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How a mom group is helping struggling families get infant formula

The Napkin Network will continue pop-up events in the DMV to help parents and caretakers desperate to find baby formula.

POTOMAC, Md. — Lindsay Gill is just one of countless parents struggling to find baby formula amid a national shortage caused by supply disruptions and a massive safety recall of Abbott Nutrition, the largest manufacturer in the country. 

“There is no shame in saying, ‘I need help’ because there are so many other moms that want to help," says Gill, who started a mother's group on social media called Napkin Network three years ago.  

"When I started the organization, I started it thinking, I am lucky I will never have a child in need like that, and here I am with a child in need," says Gill, who along with other members, collected infant formula on Friday at a Potomac, Md. coffee shop.

Families in the DMV region who are in need of specific brands of formula can contact the organization through social media to get their hands on the products. The Napkin Network says the best way to reach out is through Instagram.  

“Today’s event was originally supposed to be a regular diaper drop and we said we need formula, all these moms got together and brought their formula” said Barbie Bewerunge, a member of the mom group that helps manage the group's social media accounts.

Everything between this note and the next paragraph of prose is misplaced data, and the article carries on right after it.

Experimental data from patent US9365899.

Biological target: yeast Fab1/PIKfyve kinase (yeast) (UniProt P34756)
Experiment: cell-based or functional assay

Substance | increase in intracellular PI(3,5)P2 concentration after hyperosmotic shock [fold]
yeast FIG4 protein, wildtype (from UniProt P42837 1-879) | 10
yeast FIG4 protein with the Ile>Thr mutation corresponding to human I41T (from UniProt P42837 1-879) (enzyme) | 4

The Napkin Network will continue collecting formula and plans to organize pop-up events around the region. 

Parents like Emily Turik felt compelled to donate after experiencing feeding issues with her firstborn who was born early and requires a specific formula. “I know how hard that was for our family, and I can just only imagine, and that’s when there wasn’t a shortage" she said while carrying her new baby boy. 

RELATED: What caused the baby formula shortage, and what's next?

The Biden administration has vowed to increase infant formula imports, while locally, Mayor Muriel Bowser assures that her team is assessing the supplies in the District.

“We discourage hoarding, because sometimes the scarcity of products makes people buy more than they need right now which exacerbates the problem" said Bowser at a Friday press conference.

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